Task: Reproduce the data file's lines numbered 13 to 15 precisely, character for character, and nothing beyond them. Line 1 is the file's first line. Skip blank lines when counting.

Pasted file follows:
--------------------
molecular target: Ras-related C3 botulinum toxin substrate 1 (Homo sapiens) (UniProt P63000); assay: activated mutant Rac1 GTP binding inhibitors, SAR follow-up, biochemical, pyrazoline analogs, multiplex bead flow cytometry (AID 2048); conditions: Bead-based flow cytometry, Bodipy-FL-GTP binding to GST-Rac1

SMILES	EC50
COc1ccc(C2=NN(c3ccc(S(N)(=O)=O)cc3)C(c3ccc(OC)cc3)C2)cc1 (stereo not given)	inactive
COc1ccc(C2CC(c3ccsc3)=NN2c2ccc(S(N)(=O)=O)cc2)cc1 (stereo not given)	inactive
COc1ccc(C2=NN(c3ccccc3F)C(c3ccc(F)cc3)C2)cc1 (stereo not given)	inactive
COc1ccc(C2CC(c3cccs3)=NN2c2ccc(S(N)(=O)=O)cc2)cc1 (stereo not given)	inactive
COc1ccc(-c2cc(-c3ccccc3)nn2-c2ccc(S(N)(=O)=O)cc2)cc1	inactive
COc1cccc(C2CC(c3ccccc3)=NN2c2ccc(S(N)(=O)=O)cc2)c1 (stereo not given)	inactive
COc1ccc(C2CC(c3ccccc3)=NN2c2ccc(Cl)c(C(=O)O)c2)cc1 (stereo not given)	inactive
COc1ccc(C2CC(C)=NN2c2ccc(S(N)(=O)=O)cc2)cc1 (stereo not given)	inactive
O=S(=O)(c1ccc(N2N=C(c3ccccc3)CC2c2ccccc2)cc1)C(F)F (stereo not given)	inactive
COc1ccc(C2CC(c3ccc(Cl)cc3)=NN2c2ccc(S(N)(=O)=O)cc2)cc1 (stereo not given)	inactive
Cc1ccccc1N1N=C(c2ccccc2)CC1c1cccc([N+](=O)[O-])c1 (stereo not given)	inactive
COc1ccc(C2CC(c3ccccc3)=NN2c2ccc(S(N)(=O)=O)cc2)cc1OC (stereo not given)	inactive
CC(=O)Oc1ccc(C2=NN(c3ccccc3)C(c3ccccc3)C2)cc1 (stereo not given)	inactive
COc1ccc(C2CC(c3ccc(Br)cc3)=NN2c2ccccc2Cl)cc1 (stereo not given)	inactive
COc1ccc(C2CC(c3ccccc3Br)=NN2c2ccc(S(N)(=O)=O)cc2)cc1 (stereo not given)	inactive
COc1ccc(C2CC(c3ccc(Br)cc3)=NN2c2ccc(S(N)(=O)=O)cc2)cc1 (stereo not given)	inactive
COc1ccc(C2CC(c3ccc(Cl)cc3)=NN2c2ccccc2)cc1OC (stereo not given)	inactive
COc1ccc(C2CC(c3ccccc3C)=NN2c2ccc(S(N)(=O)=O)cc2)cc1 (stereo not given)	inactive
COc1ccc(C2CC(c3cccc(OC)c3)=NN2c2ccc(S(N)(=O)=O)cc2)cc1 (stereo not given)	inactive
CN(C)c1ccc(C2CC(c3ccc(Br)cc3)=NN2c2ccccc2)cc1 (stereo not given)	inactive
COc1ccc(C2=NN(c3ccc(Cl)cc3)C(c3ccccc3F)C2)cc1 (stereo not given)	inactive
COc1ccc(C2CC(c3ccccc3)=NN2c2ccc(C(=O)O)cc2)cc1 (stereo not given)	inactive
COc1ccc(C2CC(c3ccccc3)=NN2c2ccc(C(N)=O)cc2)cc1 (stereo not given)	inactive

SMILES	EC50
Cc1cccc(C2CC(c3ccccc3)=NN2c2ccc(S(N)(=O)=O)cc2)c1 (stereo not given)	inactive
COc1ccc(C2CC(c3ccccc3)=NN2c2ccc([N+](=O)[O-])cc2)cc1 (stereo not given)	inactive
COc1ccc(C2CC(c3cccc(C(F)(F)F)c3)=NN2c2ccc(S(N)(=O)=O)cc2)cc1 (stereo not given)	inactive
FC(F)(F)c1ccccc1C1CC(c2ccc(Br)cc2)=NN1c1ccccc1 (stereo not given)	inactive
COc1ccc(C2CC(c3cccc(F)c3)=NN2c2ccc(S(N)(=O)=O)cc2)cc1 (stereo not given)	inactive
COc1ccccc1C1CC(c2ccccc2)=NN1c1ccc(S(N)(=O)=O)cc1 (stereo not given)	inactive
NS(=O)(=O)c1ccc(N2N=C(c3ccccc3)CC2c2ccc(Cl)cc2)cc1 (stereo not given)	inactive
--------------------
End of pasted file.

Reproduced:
Cc1ccccc1N1N=C(c2ccccc2)CC1c1cccc([N+](=O)[O-])c1 (stereo not given)	inactive
COc1ccc(C2CC(c3ccccc3)=NN2c2ccc(S(N)(=O)=O)cc2)cc1OC (stereo not given)	inactive
CC(=O)Oc1ccc(C2=NN(c3ccccc3)C(c3ccccc3)C2)cc1 (stereo not given)	inactive